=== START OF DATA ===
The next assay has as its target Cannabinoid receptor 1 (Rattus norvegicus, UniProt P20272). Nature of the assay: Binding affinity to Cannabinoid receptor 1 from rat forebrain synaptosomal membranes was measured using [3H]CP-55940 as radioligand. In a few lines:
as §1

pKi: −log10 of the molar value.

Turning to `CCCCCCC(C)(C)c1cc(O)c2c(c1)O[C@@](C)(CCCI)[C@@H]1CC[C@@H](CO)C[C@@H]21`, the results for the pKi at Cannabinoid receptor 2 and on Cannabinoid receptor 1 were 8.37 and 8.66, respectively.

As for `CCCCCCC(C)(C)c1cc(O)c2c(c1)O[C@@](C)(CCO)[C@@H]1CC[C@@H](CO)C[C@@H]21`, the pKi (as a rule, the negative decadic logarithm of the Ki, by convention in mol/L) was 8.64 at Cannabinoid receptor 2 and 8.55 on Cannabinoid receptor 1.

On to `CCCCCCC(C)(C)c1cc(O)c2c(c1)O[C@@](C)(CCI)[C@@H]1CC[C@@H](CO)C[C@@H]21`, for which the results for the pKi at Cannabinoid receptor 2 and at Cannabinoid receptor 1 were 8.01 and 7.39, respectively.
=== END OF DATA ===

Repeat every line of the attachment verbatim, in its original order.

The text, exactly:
The next assay has as its target Cannabinoid receptor 1 (Rattus norvegicus, UniProt P20272). Nature of the assay: Binding affinity to Cannabinoid receptor 1 from rat forebrain synaptosomal membranes was measured using [3H]CP-55940 as radioligand. In a few lines:
as §1

pKi: −log10 of the molar value.

Turning to `CCCCCCC(C)(C)c1cc(O)c2c(c1)O[C@@](C)(CCCI)[C@@H]1CC[C@@H](CO)C[C@@H]21`, the results for the pKi at Cannabinoid receptor 2 and on Cannabinoid receptor 1 were 8.37 and 8.66, respectively.

As for `CCCCCCC(C)(C)c1cc(O)c2c(c1)O[C@@](C)(CCO)[C@@H]1CC[C@@H](CO)C[C@@H]21`, the pKi (as a rule, the negative decadic logarithm of the Ki, by convention in mol/L) was 8.64 at Cannabinoid receptor 2 and 8.55 on Cannabinoid receptor 1.

On to `CCCCCCC(C)(C)c1cc(O)c2c(c1)O[C@@](C)(CCI)[C@@H]1CC[C@@H](CO)C[C@@H]21`, for which the results for the pKi at Cannabinoid receptor 2 and at Cannabinoid receptor 1 were 8.01 and 7.39, respectively.